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MapKit Tutorial: Getting Started

Get started with MapKit, adding annotations, and passing the user over to the Maps app in this location-filled MapKit and Swift tutorial!

This is a companion discussion topic for the original entry at

Hey Audrey? How do I get the JSON file of whichever location I want to? For example, I need the JSON file of a place where I reside. Help Please?

Try searching the database at that’s where I found the Honolulu public art data—I think all Socrata data sets provide JSON downloads.

Hey Audrey, my annotations are only showing the “title” and not the “location name” below it. Any idea why this may be happening?

hi Pam - do you have the subtitle property in Artwork.swift? MKAnnotation uses it when creating the annotation.

In Swift 2, it’s now an optional:

var subtitle: String? {
  return locationName

It looks like there have been significant changes to Swift syntax since this tutorial was posted. I am having particular trouble with the loadInitialData function that uses the NSJSONSerialization to parse JSON data into Artwork Objects. Can anyone tell me what changes have been made since this was posted that would prevent the function from working properly? Thanks

I updated my own project with the following:

func loadInitialData() {
  // 1
  let fileName = NSBundle.mainBundle().pathForResource("PublicArt", ofType: "json");
//    var readError : NSError?
  var data: NSData?
  do {
    data = try NSData(contentsOfFile: fileName!, options: NSDataReadingOptions(rawValue: 0))
  } catch _ {
    data = nil
  // 2
//    var error: NSError?
  var jsonObject: AnyObject? = nil
  if let data = data {
    do {
     jsonObject = try NSJSONSerialization.JSONObjectWithData(data, options: NSJSONReadingOptions(rawValue: 0))
    } catch _ {
      jsonObject = nil
  // 3
  if let jsonObject = jsonObject as? [String: AnyObject],
  // 4
  let jsonData = JSONValue.fromObject(jsonObject)?["data"]?.array {
    for artworkJSON in jsonData {
      if let artworkJSON = artworkJSON.array,
      // 5
      artwork = Artwork.fromJSON(artworkJSON) {


Thank you Audrey! I really appreciate it!

Now I am getting the message “unable to read data” on the let filename = … line in the debugger. Is there something more I need to do to make the file JSON.swift discoverable within the scope of the program?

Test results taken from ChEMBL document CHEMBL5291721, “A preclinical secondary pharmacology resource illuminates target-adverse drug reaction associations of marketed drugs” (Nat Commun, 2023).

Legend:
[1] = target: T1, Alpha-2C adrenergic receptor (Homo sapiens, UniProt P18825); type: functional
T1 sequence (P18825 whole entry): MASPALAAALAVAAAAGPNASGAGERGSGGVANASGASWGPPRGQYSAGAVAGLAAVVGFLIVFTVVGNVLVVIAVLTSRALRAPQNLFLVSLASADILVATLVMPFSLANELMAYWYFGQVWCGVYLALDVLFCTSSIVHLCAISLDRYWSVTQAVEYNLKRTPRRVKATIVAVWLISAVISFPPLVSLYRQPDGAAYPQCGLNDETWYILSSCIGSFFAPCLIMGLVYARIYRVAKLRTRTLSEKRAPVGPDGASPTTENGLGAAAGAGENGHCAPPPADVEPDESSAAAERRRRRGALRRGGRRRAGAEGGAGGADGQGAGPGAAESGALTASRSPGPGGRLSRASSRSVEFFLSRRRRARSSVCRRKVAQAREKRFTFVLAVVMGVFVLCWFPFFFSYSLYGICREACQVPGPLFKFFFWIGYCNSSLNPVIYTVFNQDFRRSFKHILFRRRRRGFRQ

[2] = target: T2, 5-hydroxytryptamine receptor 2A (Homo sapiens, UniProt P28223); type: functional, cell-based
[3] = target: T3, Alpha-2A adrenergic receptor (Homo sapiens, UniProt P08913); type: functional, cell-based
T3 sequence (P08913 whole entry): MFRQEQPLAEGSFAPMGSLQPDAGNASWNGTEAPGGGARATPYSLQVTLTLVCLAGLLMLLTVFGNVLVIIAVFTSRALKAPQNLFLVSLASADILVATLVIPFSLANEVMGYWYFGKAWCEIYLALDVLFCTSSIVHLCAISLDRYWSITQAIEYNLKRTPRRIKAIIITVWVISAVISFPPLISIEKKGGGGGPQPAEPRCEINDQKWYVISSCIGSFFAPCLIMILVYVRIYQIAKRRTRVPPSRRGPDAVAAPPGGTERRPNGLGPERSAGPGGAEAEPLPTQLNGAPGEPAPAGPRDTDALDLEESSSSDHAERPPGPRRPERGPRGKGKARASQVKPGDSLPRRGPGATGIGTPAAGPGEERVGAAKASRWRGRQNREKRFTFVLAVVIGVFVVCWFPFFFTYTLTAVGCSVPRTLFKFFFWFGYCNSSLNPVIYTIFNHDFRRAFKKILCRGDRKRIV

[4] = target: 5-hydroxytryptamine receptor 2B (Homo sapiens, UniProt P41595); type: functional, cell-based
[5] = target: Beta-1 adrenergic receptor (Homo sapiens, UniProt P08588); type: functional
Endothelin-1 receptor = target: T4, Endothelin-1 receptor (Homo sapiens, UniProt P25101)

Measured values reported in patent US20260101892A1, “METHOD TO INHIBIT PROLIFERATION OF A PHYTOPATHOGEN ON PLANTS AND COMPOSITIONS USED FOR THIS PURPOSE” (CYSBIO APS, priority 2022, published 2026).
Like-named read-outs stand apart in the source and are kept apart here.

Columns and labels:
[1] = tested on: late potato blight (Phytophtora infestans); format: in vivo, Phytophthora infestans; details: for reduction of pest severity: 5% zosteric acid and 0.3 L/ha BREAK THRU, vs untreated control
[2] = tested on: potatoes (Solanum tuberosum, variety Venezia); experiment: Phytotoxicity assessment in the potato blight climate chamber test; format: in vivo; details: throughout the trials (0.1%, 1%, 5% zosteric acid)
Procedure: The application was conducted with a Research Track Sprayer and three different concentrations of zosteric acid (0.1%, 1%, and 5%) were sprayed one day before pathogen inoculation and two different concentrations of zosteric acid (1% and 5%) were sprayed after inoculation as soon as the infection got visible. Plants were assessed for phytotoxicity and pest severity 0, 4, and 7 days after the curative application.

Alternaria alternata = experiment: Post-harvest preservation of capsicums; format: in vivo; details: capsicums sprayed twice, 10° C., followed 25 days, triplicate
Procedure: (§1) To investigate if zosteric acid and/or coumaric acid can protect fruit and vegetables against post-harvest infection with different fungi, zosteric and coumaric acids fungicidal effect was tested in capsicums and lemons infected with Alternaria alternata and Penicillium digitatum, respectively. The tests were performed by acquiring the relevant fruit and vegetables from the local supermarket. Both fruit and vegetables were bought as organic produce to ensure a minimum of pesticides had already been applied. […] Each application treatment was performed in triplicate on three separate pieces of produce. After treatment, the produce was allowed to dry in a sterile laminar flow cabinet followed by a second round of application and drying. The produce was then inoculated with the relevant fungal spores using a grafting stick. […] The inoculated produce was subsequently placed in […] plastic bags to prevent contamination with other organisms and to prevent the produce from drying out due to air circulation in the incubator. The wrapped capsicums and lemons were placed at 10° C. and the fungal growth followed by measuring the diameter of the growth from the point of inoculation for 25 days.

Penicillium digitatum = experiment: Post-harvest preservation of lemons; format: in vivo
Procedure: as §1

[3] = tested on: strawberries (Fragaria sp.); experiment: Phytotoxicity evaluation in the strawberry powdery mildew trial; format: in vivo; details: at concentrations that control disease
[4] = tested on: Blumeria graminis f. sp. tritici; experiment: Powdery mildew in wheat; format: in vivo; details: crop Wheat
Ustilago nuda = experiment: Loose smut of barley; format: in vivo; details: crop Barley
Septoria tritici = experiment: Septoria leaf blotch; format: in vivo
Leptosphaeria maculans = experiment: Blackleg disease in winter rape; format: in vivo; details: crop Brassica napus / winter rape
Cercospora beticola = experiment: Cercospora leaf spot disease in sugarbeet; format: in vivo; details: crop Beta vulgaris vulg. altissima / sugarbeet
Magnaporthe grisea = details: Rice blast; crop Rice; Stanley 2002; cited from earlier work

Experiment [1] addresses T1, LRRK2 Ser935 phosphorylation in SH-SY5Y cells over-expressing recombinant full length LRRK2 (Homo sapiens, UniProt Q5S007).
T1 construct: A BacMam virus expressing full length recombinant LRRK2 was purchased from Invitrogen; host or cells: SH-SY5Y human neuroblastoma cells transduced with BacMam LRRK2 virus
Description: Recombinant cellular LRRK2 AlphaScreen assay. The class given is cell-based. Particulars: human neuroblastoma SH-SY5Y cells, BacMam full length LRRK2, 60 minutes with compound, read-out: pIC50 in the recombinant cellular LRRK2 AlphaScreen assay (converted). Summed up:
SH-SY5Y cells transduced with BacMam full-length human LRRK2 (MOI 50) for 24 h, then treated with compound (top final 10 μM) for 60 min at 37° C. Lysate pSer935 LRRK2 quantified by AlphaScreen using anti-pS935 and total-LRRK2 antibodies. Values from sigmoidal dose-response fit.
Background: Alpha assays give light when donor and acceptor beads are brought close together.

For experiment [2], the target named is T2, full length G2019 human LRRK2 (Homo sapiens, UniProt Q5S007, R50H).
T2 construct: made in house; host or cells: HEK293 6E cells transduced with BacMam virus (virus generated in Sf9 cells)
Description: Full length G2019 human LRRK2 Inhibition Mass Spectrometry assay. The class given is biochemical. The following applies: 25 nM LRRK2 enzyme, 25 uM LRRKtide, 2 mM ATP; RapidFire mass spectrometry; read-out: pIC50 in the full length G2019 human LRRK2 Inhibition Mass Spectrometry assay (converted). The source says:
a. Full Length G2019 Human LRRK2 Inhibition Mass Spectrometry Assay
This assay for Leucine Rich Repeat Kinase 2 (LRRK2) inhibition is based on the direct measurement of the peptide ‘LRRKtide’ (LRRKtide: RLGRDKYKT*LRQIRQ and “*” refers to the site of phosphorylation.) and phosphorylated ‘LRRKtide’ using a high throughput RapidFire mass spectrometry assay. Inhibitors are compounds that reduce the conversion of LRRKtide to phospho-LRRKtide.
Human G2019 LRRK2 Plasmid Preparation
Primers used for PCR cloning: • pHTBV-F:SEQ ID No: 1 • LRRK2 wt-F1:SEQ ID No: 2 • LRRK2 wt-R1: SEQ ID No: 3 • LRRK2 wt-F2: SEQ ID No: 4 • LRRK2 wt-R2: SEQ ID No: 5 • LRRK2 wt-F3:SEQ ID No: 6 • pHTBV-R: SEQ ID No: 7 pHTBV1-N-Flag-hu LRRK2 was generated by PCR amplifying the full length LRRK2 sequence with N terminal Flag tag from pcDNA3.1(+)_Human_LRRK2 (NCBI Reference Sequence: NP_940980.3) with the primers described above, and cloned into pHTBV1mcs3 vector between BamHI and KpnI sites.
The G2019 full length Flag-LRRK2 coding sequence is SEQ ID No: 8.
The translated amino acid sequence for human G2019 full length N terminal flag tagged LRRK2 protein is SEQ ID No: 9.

you did this step?

When you have the PublicArt.json file, drag it into your HonoluluArt\Supporting Files group, make sure Destination: Copy items if needed and Add to targets: HonoluluArt are selected

and/or check that HonoluluArt is checked in Target Membership:

Thanks again, Audrey! I simply forgot to call the method loadInitialData() and mapView.addAnnotations(artwork). Although I did confirm all the other suggestions before I figured out what I did wrong. Everything worked great!

I did try to parse a JSON file from the Seattle data portal at thinking that I could just change the name of the file and the coordinates of the initial location. When I tried to run it I got a giant list of fatal errors.

Here is a link to the file I downloaded:

I am not sure if this didn’t work because the JSON file varied slightly from the Honolulu Art dataset, or if it’s because I didn’t make the proper changes to the Swift code.

I downloaded that file—it’s Socrata, but Socrata allows some flexibility in the ordering of the data items. My fromJSON method is tailored to the Honolulu public art JSON file. If you look at the start of the Seattle file, before the actual data, you’ll see "name" : "Common Name", is at "position" : 3, but you’ll need to add 7 to position to get the correct data array index—look at a data item, and count within the array. I notice the Seattle file puts longitude before latitude, the opposite to the Honolulu file, so take care of that when modifying fromJSON.

If you want the app to download the JSON file from the url, you’ll need to use NSData(contentsOfURL:options:)

hope this helps!

I was wondering how you would implement dropping a pin at the user’s current location? Let’s say they wanted to permanently save their current location. Is it possible to do this with a simple button? Thanks for all the help.

this tutorial doesn’t really use user location; have a look at to see how you can use CLLocationManager to log user locations.

I would like to know how come this static func fromObject(object: AnyObject) -> JSONValue? {
switch object {
case let value as NSString:
return JSONValue.JSONString(value as String)
case let value as NSNumber:
return JSONValue.JSONNumber(value)
case let value as NSNull:
return JSONValue.JSONNull
case let value as NSDictionary:
var jsonObject: [String:JSONValue] = [:]
for (k: AnyObject, v: AnyObject) in value {
if let k = k as? NSString {
if let v = JSONValue.fromObject(v) {
jsonObject[k as String] = v
} else {
return nil
return JSONValue.JSONObject(jsonObject)
case let value as NSArray:
var jsonArray: [JSONValue] = []
for v in value {
if let v = JSONValue.fromObject(v) {
} else {
return nil
return JSONValue.JSONArray(jsonArray)
return nil

in JSON.swift is giving me an error Definition conflicts with previous value. Thank you;

sorry, I don’t get this error when I open the final version of this project. Do a search in Xcode on fromObject, to see if you have another definition somewhere?

It does not give me any. I am using xcode 7.3 and trying to deploy in ios 9.3. Would that make any difference?

ah, it’s the definition of NSDictionary that’s changed! I made this adjustment last month:

replace the last line of this:

case let value as NSDictionary:
var jsonObject: [String:JSONValue] = [:]
for (k: AnyObject, v: AnyObject) in value {

with this:

for (k, v) in value {

that is, remove the types of k and v

Thanks a lot. That fixed it. If its not a bother, would it be possible to ask some more regarding a different topic like how to locate beacons accurately in swift? Thanks a lot.